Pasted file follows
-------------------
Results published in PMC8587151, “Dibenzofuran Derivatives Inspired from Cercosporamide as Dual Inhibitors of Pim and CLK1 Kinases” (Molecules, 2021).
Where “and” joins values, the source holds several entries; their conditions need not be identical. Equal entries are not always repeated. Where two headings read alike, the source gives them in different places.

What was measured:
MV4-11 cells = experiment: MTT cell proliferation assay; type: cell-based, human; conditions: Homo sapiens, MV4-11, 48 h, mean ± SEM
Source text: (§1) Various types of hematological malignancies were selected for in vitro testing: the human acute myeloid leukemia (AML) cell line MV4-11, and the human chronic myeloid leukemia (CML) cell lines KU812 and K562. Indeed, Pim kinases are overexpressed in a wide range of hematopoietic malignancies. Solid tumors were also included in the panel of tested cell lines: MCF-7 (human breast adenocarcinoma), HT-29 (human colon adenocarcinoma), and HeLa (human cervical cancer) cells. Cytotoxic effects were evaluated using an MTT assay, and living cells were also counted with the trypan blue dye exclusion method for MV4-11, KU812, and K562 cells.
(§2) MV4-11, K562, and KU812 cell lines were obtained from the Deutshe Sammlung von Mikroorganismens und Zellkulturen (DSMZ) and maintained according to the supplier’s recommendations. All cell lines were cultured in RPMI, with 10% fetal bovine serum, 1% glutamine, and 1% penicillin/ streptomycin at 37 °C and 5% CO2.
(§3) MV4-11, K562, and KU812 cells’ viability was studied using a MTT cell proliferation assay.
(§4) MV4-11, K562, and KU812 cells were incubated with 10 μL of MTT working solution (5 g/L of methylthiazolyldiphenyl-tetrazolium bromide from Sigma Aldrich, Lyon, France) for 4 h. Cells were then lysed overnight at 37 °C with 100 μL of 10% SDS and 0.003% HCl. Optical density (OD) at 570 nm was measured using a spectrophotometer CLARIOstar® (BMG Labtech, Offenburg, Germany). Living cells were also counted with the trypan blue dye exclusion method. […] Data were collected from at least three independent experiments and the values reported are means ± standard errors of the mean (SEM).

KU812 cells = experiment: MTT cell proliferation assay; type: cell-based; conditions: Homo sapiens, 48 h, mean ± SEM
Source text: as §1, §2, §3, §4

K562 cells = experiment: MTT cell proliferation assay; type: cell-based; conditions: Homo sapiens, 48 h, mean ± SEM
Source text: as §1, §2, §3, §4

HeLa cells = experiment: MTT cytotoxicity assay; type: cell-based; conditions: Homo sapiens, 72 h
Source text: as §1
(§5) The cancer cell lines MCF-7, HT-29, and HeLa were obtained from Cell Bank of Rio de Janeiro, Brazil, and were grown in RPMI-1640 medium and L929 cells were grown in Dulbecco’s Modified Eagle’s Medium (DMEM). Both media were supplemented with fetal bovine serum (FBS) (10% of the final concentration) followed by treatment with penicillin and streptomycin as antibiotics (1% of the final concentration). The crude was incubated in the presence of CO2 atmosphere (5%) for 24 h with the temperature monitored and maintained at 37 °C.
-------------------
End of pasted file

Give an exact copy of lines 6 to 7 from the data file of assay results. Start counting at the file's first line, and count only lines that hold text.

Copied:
(§2) MV4-11, K562, and KU812 cell lines were obtained from the Deutshe Sammlung von Mikroorganismens und Zellkulturen (DSMZ) and maintained according to the supplier’s recommendations. All cell lines were cultured in RPMI, with 10% fetal bovine serum, 1% glutamine, and 1% penicillin/ streptomycin at 37 °C and 5% CO2.
(§3) MV4-11, K562, and KU812 cells’ viability was studied using a MTT cell proliferation assay.